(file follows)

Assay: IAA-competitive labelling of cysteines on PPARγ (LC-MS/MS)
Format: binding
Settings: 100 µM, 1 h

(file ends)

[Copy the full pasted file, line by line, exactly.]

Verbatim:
Assay: IAA-competitive labelling of cysteines on PPARγ (LC-MS/MS)
Format: binding
Settings: 100 µM, 1 h